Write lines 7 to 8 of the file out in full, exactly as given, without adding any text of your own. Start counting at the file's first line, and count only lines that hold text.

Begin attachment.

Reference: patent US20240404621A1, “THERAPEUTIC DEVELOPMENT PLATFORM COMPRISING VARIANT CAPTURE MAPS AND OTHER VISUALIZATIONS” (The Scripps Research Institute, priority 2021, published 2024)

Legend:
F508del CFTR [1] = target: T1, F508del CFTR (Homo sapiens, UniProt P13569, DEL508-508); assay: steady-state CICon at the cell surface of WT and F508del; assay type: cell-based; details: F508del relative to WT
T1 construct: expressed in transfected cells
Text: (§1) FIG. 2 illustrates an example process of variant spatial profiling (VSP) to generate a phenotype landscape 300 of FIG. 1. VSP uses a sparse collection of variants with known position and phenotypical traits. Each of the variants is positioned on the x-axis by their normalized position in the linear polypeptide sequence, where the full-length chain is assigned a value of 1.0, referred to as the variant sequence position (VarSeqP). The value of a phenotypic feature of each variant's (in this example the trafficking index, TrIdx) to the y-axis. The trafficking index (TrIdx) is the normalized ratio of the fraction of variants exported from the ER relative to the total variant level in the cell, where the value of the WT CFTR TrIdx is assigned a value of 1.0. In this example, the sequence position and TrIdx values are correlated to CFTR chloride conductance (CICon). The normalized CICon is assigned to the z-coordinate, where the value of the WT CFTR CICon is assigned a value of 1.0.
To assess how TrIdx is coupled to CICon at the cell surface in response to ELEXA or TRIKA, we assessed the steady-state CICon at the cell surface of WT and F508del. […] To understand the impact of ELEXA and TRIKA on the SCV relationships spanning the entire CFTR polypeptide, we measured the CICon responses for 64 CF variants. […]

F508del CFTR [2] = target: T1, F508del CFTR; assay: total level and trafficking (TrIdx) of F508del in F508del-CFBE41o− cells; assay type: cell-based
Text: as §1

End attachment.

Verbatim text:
F508del CFTR [2] = target: T1, F508del CFTR; assay: total level and trafficking (TrIdx) of F508del in F508del-CFBE41o− cells; assay type: cell-based
Text: as §1